We go through life drifting from one superficial disagreement to another without truly ever taking the time to ponder about the meaning of life. Such a question will not be easily resolved but by trying to answer it we stop daydreaming and extend our conception of ourselves while gaining knowledge of the external world (Solomon 10). Unfortunately anyone who attempts to answer that question quickly realizes that it isn’t just one broad question but rather it’s the slogan to an overwhelming amount of enquiries. Out of all possible question the one that has had the most influence on humanity is the notion of whether or not God exists. Philosophers and non-philosophers alike from ancient civilizations to our modern era have contributed their own two cents to the argument. Through the course of the following pages the idea of God will be defined, explained, and defended by the Ontological Argument to ultimately prove that God exists.
In the three main Western monotheistic religions of Islam, Judaism, and Christianity God is defined as an independent being that transcends humanity and the universe he created. Furthermore God is given the attributes of being a rational moral being that is concerned with the notion of human justice and suffering because of the fact that he is all powerful, all knowing, and everywhere at once (50). Given such characteristics draws criticism and ire considering that on any given day the world as we know it is plagued by death, pain, suffering, and an overall unsatisfactory life. It goes on to say that if God was what he is thought to be and more shouldn’t his power reflect as a utopian world?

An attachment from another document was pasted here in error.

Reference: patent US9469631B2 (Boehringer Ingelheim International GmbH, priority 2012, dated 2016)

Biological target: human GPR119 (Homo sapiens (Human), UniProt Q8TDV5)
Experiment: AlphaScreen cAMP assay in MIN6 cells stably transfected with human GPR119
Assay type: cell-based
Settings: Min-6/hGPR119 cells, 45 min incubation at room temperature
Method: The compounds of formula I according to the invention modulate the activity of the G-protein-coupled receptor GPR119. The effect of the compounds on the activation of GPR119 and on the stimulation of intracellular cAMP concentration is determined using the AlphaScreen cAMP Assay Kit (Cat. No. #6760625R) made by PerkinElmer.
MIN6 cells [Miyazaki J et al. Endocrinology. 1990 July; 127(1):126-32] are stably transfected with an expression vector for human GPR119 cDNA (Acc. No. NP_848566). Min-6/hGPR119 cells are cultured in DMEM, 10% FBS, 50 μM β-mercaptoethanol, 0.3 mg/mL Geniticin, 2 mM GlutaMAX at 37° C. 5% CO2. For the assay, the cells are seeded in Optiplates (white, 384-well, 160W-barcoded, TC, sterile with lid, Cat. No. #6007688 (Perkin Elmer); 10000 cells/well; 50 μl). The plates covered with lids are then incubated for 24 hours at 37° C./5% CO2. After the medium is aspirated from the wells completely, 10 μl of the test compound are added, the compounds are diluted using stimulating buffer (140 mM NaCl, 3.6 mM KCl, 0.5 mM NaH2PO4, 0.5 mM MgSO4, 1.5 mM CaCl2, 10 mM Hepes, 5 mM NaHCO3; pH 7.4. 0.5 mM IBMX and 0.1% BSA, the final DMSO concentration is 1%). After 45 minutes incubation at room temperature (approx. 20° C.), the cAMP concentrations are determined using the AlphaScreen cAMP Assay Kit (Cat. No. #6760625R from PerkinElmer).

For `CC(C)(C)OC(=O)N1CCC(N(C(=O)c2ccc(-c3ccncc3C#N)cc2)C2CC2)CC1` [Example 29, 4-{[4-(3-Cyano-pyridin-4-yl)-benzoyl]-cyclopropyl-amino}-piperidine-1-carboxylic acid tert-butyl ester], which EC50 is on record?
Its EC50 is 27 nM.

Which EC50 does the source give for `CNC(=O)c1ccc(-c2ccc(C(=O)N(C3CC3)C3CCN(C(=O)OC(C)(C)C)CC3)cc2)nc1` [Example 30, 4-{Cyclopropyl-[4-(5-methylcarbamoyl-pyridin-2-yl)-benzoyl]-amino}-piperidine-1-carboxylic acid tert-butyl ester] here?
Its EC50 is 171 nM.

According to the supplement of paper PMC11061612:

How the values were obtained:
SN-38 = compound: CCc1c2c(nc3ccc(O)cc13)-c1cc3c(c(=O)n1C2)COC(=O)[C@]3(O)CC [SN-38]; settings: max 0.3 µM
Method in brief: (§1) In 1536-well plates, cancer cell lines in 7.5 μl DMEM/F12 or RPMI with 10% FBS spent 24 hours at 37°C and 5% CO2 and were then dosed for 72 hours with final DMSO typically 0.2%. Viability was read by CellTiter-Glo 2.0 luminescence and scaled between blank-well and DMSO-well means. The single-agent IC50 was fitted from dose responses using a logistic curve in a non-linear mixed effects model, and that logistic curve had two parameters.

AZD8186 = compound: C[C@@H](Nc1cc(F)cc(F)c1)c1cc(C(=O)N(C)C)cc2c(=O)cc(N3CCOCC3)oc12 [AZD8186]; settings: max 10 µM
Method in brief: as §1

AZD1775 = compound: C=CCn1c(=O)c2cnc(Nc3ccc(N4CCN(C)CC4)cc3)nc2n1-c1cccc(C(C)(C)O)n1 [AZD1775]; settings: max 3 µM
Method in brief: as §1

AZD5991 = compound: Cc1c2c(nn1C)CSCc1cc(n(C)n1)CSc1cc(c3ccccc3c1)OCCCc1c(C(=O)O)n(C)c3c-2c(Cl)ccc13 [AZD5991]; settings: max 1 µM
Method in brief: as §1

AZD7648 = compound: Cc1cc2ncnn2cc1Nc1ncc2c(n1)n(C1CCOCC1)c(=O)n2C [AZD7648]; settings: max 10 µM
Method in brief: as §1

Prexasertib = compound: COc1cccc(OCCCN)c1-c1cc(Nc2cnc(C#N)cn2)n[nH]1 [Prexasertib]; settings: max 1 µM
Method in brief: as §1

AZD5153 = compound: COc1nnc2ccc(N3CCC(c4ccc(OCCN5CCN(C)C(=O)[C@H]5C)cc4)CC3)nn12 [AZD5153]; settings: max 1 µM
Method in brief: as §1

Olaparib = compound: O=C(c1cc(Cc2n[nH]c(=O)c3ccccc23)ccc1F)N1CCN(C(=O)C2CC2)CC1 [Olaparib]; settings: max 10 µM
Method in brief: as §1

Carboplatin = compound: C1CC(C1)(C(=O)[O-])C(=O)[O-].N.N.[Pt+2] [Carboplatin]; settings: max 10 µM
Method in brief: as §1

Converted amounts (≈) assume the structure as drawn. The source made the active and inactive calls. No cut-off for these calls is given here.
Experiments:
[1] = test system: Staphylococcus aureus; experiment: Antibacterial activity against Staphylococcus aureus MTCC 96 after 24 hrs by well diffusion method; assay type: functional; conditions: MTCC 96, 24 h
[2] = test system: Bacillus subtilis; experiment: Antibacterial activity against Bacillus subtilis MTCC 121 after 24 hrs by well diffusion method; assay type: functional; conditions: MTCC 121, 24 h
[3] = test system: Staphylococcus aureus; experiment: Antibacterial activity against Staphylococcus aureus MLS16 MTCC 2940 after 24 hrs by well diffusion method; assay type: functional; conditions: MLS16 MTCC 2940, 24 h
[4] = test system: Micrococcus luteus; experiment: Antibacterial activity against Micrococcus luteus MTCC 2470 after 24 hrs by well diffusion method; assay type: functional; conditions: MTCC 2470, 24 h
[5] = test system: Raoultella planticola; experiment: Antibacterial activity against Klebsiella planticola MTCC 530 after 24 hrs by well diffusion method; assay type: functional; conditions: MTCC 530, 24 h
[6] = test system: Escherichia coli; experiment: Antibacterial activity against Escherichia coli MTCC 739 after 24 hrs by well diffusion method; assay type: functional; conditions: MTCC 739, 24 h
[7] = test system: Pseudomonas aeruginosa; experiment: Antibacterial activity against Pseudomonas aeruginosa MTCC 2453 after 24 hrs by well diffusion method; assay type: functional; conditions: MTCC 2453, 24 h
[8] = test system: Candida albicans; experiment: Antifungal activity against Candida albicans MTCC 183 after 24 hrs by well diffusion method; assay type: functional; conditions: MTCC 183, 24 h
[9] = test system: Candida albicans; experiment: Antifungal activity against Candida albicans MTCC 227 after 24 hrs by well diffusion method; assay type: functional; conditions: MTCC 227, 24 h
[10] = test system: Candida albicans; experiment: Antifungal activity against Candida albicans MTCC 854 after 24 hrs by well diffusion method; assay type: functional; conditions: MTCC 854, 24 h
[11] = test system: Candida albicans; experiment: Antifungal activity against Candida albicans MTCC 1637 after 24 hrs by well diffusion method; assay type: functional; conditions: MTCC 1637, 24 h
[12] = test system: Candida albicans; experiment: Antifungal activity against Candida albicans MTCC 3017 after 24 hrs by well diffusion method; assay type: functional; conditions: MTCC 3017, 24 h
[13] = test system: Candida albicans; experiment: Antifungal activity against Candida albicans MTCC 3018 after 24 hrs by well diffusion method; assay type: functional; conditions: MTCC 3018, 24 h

First of all, before using human suffering as an excuse to deny the existence of God it is necessary to establish the origins of suffering which fall into two categories: natural phenomena and human caused sorrows. Let’s start with the fact that God is powerful enough to control human thought and action to such a point that if he truly desired it we would not doubt his existence. Nevertheless such a doubt does exist so it can be established that humanity has the capacity to choose “a course of action from among various other alternatives (Free Will)”. Having that ability in conjunction to what many philosophers claim to be a naturally selfish human nature results in a combination were the prevailing outcome is human suffering. However not all suffering is a result of human action or inaction which brings us to the following point.
Natural disasters and diseases that claim the lives of tens of thousands cannot be easily explained with a concept such as free will. Not having an obvious explanation doesn’t signify that there exists no solution but rather that there are limitations to human knowledge. Take for example the vast uncertainty surrounding certain scientific and mathematical matters of fact when many, if not all philosophers, can agree that is attainable knowledge. If that restraint exists for such topics than the...